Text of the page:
Azure has a great deal of choice but, in some ways, too much choice can be a difficult problem to have! The Azure Pricing Calculator helps navigate the complexities of the Azure migration and choose the optimal configuration and pricing for your environment. By proactively playing with the Azure Pricing Calculator, you can simulate various scenarios amongst the various Azure instances, types and features that are available.
Often, it can be perceived that organisations need to move all of their estate to the cloud but in reality, this is not always the case. When onboarding your technical and data infrastructure to the cloud, it can be a good idea to start small in order to set yourself up for success. The Azure Pricing calculator can help you to price up different scenarios to help you to navigate hybrid architectures as well as full cloud architectures.
Microsoft Azure is a cloud computing platform and infrastructure created by Microsoft and the Azure Portal is one way for administrators to work with the cloud-based services and resources that are held in Azure. It’s extremely straightforward and as it’s browser based, doesn’t require any new client software to be installed.
The portal can be found at portal.azure.com and it is sometimes known as the Azure Resource Manager or ARM for short. The Azure Portal allows users to conduct a range of activities in Azure including creating and browsing resources, configuring settings for services such as Virtual Machines and monitoring the resources while they are in operation.
Due to the range of activities available on the portal, a detailed description is beyond the scope of a brief article but the main activities of the portal are very easy to use. To log in to the Microsoft Azure portal, open a browser and navigate to https://portal.azure.com. Log in with your Azure subscription account or if you don’t have one yet, you can set one up using the link on the portal page.
Once you are logged in, you can see the Azure dashboard. There is a good search facility, which means that developers and IT architects can find what they need quickly. You can also see your account information at the top right-hand corner. The portal itself is free to access and does not incur any cost to use.
It’s possible to bring your existing knowledge to bear on Azure. For example, the portal has its own Bash functionality and you can deploy JSON templates and your existing web apps via the portal. Azure offers a wide range of varied services on the portal but everything is located in one place. This unified approach means that people can find what they want quickly, rather than having to use different interfaces or applications for different things.
Like most administrative tasks, once your Azure deployments are established, well-known and documented, it’s more likely the Azure API or PowerShell interface will be used to provide ongoing automated operations and functions. For example, a PowerShell script to spin up a new instance of a pre-configured virtual machine with SQL Server for the marketing team who want to store some results of a campaign. This is straightforward to include as part of your operations workflow rather than expect an IT administrator to log into the portal and create the virtual machine.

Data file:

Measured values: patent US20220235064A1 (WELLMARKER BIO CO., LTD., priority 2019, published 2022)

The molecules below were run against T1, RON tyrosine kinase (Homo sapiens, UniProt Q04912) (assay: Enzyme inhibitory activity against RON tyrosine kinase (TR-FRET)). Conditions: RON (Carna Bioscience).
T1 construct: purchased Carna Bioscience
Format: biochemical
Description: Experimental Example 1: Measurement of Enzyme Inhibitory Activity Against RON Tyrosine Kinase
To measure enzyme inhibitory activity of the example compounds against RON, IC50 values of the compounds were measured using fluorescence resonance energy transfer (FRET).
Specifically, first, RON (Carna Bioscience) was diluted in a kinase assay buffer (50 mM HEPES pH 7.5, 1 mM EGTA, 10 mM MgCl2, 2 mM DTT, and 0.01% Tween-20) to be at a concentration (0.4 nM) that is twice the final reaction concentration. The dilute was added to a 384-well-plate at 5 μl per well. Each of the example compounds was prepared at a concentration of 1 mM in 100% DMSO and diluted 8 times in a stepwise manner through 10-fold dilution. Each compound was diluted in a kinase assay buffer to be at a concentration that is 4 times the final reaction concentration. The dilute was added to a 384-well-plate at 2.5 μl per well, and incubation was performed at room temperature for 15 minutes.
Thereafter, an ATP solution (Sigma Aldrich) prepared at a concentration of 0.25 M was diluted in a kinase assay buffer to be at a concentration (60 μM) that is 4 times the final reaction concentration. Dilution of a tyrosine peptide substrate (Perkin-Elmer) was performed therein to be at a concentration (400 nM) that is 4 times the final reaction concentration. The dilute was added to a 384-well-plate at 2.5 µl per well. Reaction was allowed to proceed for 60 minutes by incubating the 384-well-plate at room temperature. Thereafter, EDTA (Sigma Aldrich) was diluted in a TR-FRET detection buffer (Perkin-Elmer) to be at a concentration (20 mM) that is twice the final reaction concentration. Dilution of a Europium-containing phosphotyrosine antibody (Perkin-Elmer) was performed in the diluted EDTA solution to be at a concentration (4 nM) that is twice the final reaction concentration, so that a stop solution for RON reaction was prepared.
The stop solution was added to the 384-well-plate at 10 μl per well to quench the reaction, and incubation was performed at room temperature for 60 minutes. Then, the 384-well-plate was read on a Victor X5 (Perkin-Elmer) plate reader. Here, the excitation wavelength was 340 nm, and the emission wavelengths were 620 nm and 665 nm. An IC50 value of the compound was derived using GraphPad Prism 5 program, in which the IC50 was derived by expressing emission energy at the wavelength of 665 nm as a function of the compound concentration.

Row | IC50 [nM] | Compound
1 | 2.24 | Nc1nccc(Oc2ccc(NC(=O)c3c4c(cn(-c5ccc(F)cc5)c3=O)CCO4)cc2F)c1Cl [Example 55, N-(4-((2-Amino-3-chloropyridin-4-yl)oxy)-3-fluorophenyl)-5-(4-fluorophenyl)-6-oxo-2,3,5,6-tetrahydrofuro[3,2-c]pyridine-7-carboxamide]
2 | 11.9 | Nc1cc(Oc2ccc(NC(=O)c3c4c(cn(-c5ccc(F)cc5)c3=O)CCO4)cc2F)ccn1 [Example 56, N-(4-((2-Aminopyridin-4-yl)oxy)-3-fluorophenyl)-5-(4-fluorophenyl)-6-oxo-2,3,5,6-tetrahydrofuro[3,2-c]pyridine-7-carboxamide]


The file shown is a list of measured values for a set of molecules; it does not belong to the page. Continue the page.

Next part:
From the Finance perspective, you can access billing information through the portal so that it’s possible to keep an eye on costs for each service. User rights can be set to allow IT administrators access to the Azure services but not the subscription or billing information and vice versa for finance users. The Azure portal uses Power BI to provide context and clarity to the billing information as well as other types of data such as service and maintenance information. From the users’ point of view, this means it is easy to port experience from the Azure portal onto Power BI, which is another interesting and useful data visualisation and reporting technology from Microsoft.
To summarize, the Azure portal is a unified window into Microsoft Azure. It’s an easy, one-stop-shop to everything Azure.
How Does Premium Assurance Differ from Custom Support Agreements?
We detailed the new Premium Assurance in a previous blog post. At a high level it looks similar to an existing Microsoft service called Custom Support Agreements.
They are very different beasts though. Custom Support Agreements are where organisations cannot move off an older software version and take out a support contract with Microsoft. They are typically expensive, not off-the-shelf and thus taken by larger organisations with complex needs. They cover different products, are sold and supported by different Microsoft teams, have different objectives, business rules and pricing.
Premium Assurance is a standard add-on to Software Assurance and is listed in the price list. It’s easy for customers to purchase, for partners to sell and for everyone to understand.
Will Premium Assurance spell the end of Custom Support Agreements? Microsoft hasn’t elaborated at this stage but so far it looks like all existing CSA products in the market today will continue unchanged.
Software Assurance Add-on (requires SA)
Only for Windows Server and SQL Server starting with 2008 versions